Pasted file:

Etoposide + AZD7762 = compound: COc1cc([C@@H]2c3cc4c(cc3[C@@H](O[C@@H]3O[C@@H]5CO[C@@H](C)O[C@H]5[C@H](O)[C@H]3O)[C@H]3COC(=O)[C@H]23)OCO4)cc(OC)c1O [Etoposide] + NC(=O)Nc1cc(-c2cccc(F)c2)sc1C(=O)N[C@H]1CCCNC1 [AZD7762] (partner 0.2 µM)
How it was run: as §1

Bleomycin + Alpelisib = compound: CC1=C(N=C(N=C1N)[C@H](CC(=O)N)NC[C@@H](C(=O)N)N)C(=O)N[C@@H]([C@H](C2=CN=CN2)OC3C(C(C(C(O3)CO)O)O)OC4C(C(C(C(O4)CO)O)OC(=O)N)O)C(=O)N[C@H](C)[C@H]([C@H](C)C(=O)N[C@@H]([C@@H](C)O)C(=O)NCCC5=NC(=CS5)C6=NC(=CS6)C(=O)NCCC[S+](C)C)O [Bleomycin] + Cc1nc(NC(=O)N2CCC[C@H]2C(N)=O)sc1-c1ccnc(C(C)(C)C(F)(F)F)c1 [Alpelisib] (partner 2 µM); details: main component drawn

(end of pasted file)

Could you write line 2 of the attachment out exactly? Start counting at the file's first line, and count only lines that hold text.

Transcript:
How it was run: as §1